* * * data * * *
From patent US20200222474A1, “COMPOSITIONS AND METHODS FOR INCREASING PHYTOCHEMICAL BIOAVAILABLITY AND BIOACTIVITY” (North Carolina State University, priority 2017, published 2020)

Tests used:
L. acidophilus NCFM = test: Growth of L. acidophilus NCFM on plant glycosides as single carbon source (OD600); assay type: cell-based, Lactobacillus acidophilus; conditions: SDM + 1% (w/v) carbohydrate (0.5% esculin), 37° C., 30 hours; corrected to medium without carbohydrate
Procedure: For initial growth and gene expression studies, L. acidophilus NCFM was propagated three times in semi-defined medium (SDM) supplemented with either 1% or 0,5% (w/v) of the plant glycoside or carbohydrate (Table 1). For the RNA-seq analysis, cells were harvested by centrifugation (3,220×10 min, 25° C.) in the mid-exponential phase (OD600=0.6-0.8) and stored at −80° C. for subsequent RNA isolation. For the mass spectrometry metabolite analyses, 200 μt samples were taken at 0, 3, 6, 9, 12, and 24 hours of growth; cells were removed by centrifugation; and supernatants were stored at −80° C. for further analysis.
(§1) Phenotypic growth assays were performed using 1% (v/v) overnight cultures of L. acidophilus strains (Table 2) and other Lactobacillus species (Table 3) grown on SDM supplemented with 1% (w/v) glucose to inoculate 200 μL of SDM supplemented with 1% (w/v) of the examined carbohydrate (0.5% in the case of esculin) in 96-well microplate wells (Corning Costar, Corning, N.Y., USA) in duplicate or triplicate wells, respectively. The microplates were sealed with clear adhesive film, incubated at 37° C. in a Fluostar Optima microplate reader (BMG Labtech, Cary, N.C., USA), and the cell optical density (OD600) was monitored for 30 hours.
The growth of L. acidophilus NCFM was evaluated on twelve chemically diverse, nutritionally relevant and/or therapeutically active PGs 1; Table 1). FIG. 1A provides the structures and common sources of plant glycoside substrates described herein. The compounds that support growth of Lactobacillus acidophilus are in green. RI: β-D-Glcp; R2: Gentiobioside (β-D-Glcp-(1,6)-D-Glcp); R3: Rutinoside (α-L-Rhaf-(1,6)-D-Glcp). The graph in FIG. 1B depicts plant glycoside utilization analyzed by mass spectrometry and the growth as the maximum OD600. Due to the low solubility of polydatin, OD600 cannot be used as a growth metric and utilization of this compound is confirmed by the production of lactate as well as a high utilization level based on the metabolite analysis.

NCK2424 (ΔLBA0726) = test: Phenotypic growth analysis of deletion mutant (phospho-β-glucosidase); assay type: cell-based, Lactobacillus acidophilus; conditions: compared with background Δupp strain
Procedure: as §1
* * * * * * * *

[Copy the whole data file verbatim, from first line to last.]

From patent US20200222474A1, “COMPOSITIONS AND METHODS FOR INCREASING PHYTOCHEMICAL BIOAVAILABLITY AND BIOACTIVITY” (North Carolina State University, priority 2017, published 2020)

Tests used:
L. acidophilus NCFM = test: Growth of L. acidophilus NCFM on plant glycosides as single carbon source (OD600); assay type: cell-based, Lactobacillus acidophilus; conditions: SDM + 1% (w/v) carbohydrate (0.5% esculin), 37° C., 30 hours; corrected to medium without carbohydrate
Procedure: For initial growth and gene expression studies, L. acidophilus NCFM was propagated three times in semi-defined medium (SDM) supplemented with either 1% or 0,5% (w/v) of the plant glycoside or carbohydrate (Table 1). For the RNA-seq analysis, cells were harvested by centrifugation (3,220×10 min, 25° C.) in the mid-exponential phase (OD600=0.6-0.8) and stored at −80° C. for subsequent RNA isolation. For the mass spectrometry metabolite analyses, 200 μt samples were taken at 0, 3, 6, 9, 12, and 24 hours of growth; cells were removed by centrifugation; and supernatants were stored at −80° C. for further analysis.
(§1) Phenotypic growth assays were performed using 1% (v/v) overnight cultures of L. acidophilus strains (Table 2) and other Lactobacillus species (Table 3) grown on SDM supplemented with 1% (w/v) glucose to inoculate 200 μL of SDM supplemented with 1% (w/v) of the examined carbohydrate (0.5% in the case of esculin) in 96-well microplate wells (Corning Costar, Corning, N.Y., USA) in duplicate or triplicate wells, respectively. The microplates were sealed with clear adhesive film, incubated at 37° C. in a Fluostar Optima microplate reader (BMG Labtech, Cary, N.C., USA), and the cell optical density (OD600) was monitored for 30 hours.
The growth of L. acidophilus NCFM was evaluated on twelve chemically diverse, nutritionally relevant and/or therapeutically active PGs 1; Table 1). FIG. 1A provides the structures and common sources of plant glycoside substrates described herein. The compounds that support growth of Lactobacillus acidophilus are in green. RI: β-D-Glcp; R2: Gentiobioside (β-D-Glcp-(1,6)-D-Glcp); R3: Rutinoside (α-L-Rhaf-(1,6)-D-Glcp). The graph in FIG. 1B depicts plant glycoside utilization analyzed by mass spectrometry and the growth as the maximum OD600. Due to the low solubility of polydatin, OD600 cannot be used as a growth metric and utilization of this compound is confirmed by the production of lactate as well as a high utilization level based on the metabolite analysis.

NCK2424 (ΔLBA0726) = test: Phenotypic growth analysis of deletion mutant (phospho-β-glucosidase); assay type: cell-based, Lactobacillus acidophilus; conditions: compared with background Δupp strain
Procedure: as §1